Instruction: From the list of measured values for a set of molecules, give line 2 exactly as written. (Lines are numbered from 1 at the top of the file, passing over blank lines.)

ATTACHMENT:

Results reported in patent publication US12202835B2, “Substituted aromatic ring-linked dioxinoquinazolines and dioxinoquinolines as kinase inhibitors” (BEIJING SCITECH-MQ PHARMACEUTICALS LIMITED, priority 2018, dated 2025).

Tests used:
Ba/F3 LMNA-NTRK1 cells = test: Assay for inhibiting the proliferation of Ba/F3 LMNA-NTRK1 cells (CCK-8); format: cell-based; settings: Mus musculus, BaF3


Tests used: